(c) The fact that the Government's record on appeal was not filed within the prescribed, or extended, time is here immaterial, as a matter of fact. We have the complete record before us because of the appeal taken by the veteran in the previous appeal, and this record is complete so far as the issues here presented for determination are concerned. It is interesting in this connection to note Rule 75(k) of the Rules of Civil Procedure, which provides:
"When more than one appeal is taken to the same court from the same judgment, a single record on appeal shall be prepared containing all the matter designated or agreed upon by the parties without duplication."
We have heretofore permitted the printed record presented in the veteran's appeal to stand as the record on this appeal, after having a "re-designation" of its contents and certification by the cherk of the District Court. This record was refiled on this appeal, August 16, 1940.
The Merits. We here adopt the obiter stated in the opinion on the veteran's appeal, No. 7068, following the heading "Applicability of Statute of Limitations (Act of July 3, 1930) to 'Automatic' Insurance," and as a consequence hold that the suit of the veteran should be dismissed because his claim was barred by the Statute.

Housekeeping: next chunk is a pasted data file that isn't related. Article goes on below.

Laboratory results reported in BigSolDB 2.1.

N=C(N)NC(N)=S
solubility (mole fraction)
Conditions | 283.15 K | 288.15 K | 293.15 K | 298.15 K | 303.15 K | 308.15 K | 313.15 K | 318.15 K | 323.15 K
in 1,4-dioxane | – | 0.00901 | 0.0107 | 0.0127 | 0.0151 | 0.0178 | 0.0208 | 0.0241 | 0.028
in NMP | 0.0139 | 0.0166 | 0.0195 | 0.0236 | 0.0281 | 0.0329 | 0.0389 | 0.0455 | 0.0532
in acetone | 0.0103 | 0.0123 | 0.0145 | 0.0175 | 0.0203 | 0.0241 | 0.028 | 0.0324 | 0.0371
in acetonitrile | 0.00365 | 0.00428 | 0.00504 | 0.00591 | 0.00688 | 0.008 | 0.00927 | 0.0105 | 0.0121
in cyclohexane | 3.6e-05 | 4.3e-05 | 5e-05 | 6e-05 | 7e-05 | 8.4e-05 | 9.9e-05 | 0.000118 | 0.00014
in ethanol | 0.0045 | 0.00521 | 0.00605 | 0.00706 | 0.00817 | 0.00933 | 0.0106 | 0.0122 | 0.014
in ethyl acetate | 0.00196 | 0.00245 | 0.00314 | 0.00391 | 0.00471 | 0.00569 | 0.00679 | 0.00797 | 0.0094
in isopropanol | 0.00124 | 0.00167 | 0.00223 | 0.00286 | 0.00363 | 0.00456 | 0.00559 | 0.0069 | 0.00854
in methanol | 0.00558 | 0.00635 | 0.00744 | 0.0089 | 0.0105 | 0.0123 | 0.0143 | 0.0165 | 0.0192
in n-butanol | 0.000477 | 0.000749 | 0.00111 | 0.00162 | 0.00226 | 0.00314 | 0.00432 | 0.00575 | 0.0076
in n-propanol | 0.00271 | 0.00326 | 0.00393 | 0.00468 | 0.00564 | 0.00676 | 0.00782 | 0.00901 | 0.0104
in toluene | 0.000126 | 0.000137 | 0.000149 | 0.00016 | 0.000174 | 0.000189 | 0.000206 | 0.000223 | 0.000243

The judgment of the District Court is reversed with directions to dismiss the action.
TREANOR, Circuit Judge (dissenting in part)
I am of the opinion that the veteran's claim under his so-called "Automatic Insurance" was not barred and that he is entitled to recover on the merits. See dissenting opinion in previous appeal, Cause No. 7068, reported in 114 F.2d 267.